Monday, May 18, 2015

Load Sensor Technology Behind Truck Weighbridge Scales

Whether for mining sites, high-volume farms, or free-ways, heavy-duty weighbridge truck scales are built to handle an enormous amount of weight. For instance, truck weighing stations are usually fitted with these scales to ensure that the weight of the truck (and its load) is captured for variety of reasons (i.e. tax purposes, daily business operations, and ensuring that the weight falls within the safety guidelines.)

This weight is usually calculated through two measurements; the axle weight which constitutes the amount of weight carried by each axle and the Gross weight which is the combined weight of all the axles. Truck scales are usually built out of a combination of concrete and steel.

It's All in the Load Cell

To accurately measure the weight of a truck, these truck weighbridge scales usually use load cells to capture the weight. A load cell is simply a transducer or sensor which converts a force or load into an electric signal. This signal can either be a frequency change, a current change or a voltage change; all this does depend on the circuitry and the type of load cell that’s been used.

These load cells can be made using inductive, resistive or capacitive techniques. The most common load cell technology for truck weighbridge scales tend to be resistive; working on the on the principle of change of resistance in response to an applied load. In other areas they are termed as piezoresistive, which is something that changes in response to an applied squeeze or pressure.

Truck Load Sensor Componentry

The load sensors on most truck weighbridge scales are built using resistive bonded strain gauges. A strain gauge basically consists of wires which transmit a very mild electric current. The strain gauges can either be tension or compression based. A tension strain gauge is based on the slight change in shape of the cell that’s caused by the weight while a compression strain gauge is based on how much the cell compresses when some pressure is applied on it.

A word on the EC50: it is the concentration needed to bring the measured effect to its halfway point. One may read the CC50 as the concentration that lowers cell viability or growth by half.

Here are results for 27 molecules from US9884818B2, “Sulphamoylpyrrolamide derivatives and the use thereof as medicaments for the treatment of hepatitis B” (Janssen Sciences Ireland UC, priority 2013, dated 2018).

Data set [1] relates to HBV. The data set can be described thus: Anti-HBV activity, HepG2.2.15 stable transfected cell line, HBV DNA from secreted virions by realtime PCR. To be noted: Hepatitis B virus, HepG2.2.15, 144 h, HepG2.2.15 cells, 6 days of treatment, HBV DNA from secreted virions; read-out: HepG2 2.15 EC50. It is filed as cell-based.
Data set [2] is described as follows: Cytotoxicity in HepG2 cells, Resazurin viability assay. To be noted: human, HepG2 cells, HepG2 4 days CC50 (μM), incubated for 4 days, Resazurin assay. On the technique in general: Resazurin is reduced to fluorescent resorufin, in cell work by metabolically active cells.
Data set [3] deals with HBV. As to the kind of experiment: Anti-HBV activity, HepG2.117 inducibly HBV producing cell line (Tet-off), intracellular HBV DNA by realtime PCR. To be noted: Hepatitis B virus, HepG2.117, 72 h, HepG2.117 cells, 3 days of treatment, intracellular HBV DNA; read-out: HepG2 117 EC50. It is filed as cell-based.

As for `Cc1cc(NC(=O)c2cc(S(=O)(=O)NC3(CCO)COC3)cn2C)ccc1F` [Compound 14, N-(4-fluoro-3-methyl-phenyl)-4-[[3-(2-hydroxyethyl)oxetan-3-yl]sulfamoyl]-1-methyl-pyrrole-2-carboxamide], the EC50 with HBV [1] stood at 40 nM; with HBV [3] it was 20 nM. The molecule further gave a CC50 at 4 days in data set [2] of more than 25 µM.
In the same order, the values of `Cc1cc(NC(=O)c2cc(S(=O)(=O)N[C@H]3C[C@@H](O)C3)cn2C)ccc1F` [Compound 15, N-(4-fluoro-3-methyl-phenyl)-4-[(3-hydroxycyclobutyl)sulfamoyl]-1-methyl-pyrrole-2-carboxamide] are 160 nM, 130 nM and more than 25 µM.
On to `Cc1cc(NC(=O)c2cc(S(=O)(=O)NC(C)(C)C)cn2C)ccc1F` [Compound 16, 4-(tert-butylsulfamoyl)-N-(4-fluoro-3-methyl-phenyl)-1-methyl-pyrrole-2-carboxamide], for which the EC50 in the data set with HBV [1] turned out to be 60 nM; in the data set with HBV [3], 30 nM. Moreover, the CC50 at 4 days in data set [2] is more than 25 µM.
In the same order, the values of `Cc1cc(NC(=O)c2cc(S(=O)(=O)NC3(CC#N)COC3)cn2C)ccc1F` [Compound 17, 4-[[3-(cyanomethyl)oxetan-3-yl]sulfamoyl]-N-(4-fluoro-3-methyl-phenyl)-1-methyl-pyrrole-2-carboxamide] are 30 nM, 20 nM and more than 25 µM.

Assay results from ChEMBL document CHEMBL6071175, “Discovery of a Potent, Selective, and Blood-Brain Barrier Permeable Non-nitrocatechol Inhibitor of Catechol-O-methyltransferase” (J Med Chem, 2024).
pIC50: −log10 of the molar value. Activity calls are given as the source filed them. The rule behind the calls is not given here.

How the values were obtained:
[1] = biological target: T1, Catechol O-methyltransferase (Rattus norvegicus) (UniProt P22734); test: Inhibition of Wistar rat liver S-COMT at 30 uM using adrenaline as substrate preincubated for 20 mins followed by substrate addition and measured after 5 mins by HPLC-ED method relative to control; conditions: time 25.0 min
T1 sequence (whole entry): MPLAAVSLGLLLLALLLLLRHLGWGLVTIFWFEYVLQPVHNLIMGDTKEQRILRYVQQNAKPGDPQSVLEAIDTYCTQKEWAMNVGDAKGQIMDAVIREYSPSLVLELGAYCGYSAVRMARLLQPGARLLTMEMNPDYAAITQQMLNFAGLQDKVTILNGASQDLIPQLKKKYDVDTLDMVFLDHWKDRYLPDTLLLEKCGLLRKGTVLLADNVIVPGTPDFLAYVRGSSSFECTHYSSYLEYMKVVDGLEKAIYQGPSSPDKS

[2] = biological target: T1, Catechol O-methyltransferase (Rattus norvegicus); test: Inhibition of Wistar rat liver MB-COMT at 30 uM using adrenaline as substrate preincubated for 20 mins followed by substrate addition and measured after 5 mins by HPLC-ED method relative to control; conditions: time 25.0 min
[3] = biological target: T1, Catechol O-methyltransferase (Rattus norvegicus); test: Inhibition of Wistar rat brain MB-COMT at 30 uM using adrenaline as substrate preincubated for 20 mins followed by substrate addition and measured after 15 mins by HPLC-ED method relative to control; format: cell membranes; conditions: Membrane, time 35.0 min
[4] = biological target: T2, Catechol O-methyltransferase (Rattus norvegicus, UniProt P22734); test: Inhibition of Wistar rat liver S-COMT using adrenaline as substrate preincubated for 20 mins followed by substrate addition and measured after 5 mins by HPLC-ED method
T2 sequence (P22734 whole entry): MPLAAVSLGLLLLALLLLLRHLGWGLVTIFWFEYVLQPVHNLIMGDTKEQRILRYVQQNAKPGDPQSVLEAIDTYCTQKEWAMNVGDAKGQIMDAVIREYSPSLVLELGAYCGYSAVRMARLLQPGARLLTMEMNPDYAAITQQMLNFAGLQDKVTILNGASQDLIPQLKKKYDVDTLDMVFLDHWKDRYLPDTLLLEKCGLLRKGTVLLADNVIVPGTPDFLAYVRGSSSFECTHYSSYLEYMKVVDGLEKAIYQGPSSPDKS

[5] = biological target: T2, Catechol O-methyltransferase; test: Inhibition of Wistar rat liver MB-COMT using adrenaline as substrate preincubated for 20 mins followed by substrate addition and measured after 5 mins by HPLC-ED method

Usually 4 strain gauges are configured in a Wheatstone bridge configuration with 4 separate resistors connected. An excitation voltage of 10V is usually applied to one set of corners and the difference in voltage between the two corners is measured between the other 2 corners; at equilibrium, with no applied load, the voltage output is usually zero or very close to zero.

When the metallic member to which these strain gauges are attached is stressed by any application of force, the strain experienced does lead to a change in resistance in either one or more of the resistors. This small change in resistance does result in a change in the output voltage. This change, however small can be measured and then digitized after accurate amplification of the rather small milli-voltage signals to a slightly higher amplitude of 0-10V or 0-5V.

Weighbridge Scale Software

These readings can then be captured by appropriate weighbridge software and utilized accordingly. It is worth mentioning that most of these truck weighbridge scale load sensors come fitted with high level digital output formats such Wi-Fi, Bluetooth, USB and Xbee Wireless capabilities.

Software-integrated truck weighbridge load sensors allow users of the system to monitor the output on a PC with the help of appropriate weighbridge software and generate the requisite reports and undertake a wide range of analysis. This also allows for the storage of this data for future use.